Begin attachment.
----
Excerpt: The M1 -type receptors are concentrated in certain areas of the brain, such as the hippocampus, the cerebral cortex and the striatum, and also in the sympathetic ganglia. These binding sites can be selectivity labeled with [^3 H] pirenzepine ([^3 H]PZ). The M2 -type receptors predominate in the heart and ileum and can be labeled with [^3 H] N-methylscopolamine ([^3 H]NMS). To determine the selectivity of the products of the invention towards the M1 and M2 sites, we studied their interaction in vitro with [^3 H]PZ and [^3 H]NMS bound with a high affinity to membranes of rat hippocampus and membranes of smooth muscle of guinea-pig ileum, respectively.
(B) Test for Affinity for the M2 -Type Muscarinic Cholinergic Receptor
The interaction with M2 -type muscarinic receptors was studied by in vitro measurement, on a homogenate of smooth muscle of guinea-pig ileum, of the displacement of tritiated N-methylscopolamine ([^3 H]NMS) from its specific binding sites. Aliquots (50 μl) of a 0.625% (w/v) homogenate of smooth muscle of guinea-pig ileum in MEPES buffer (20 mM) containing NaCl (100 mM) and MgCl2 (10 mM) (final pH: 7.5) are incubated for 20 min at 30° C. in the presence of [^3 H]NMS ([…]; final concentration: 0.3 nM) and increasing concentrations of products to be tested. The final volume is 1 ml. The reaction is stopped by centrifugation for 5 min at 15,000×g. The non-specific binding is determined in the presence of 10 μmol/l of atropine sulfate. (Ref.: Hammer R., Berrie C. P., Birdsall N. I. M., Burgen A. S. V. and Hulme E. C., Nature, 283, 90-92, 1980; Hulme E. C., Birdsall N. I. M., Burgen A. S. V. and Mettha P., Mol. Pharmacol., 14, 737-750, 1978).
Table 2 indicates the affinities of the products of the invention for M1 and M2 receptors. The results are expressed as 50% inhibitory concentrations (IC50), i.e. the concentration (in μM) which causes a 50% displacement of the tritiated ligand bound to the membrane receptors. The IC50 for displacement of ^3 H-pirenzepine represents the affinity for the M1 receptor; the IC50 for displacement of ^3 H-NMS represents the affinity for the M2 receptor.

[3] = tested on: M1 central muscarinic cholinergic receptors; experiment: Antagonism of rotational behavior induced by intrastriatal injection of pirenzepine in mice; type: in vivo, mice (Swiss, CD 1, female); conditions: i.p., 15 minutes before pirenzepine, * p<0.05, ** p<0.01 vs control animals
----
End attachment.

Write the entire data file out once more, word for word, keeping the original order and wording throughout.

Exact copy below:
Excerpt: The M1 -type receptors are concentrated in certain areas of the brain, such as the hippocampus, the cerebral cortex and the striatum, and also in the sympathetic ganglia. These binding sites can be selectivity labeled with [^3 H] pirenzepine ([^3 H]PZ). The M2 -type receptors predominate in the heart and ileum and can be labeled with [^3 H] N-methylscopolamine ([^3 H]NMS). To determine the selectivity of the products of the invention towards the M1 and M2 sites, we studied their interaction in vitro with [^3 H]PZ and [^3 H]NMS bound with a high affinity to membranes of rat hippocampus and membranes of smooth muscle of guinea-pig ileum, respectively.
(B) Test for Affinity for the M2 -Type Muscarinic Cholinergic Receptor
The interaction with M2 -type muscarinic receptors was studied by in vitro measurement, on a homogenate of smooth muscle of guinea-pig ileum, of the displacement of tritiated N-methylscopolamine ([^3 H]NMS) from its specific binding sites. Aliquots (50 μl) of a 0.625% (w/v) homogenate of smooth muscle of guinea-pig ileum in MEPES buffer (20 mM) containing NaCl (100 mM) and MgCl2 (10 mM) (final pH: 7.5) are incubated for 20 min at 30° C. in the presence of [^3 H]NMS ([…]; final concentration: 0.3 nM) and increasing concentrations of products to be tested. The final volume is 1 ml. The reaction is stopped by centrifugation for 5 min at 15,000×g. The non-specific binding is determined in the presence of 10 μmol/l of atropine sulfate. (Ref.: Hammer R., Berrie C. P., Birdsall N. I. M., Burgen A. S. V. and Hulme E. C., Nature, 283, 90-92, 1980; Hulme E. C., Birdsall N. I. M., Burgen A. S. V. and Mettha P., Mol. Pharmacol., 14, 737-750, 1978).
Table 2 indicates the affinities of the products of the invention for M1 and M2 receptors. The results are expressed as 50% inhibitory concentrations (IC50), i.e. the concentration (in μM) which causes a 50% displacement of the tritiated ligand bound to the membrane receptors. The IC50 for displacement of ^3 H-pirenzepine represents the affinity for the M1 receptor; the IC50 for displacement of ^3 H-NMS represents the affinity for the M2 receptor.

[3] = tested on: M1 central muscarinic cholinergic receptors; experiment: Antagonism of rotational behavior induced by intrastriatal injection of pirenzepine in mice; type: in vivo, mice (Swiss, CD 1, female); conditions: i.p., 15 minutes before pirenzepine, * p<0.05, ** p<0.01 vs control animals